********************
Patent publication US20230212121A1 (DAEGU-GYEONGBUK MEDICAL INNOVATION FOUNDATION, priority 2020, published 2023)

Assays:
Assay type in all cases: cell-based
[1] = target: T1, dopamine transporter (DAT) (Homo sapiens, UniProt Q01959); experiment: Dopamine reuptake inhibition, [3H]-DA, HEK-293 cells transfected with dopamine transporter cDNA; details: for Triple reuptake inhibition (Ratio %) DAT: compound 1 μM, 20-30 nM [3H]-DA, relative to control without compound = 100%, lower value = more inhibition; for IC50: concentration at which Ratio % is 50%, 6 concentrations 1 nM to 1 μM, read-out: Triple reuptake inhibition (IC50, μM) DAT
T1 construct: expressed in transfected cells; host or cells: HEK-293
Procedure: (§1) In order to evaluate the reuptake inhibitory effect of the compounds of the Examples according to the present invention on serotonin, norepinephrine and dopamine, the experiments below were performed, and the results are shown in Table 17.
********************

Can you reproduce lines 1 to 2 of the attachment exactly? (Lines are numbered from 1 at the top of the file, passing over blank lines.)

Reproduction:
Patent publication US20230212121A1 (DAEGU-GYEONGBUK MEDICAL INNOVATION FOUNDATION, priority 2020, published 2023)

Assays: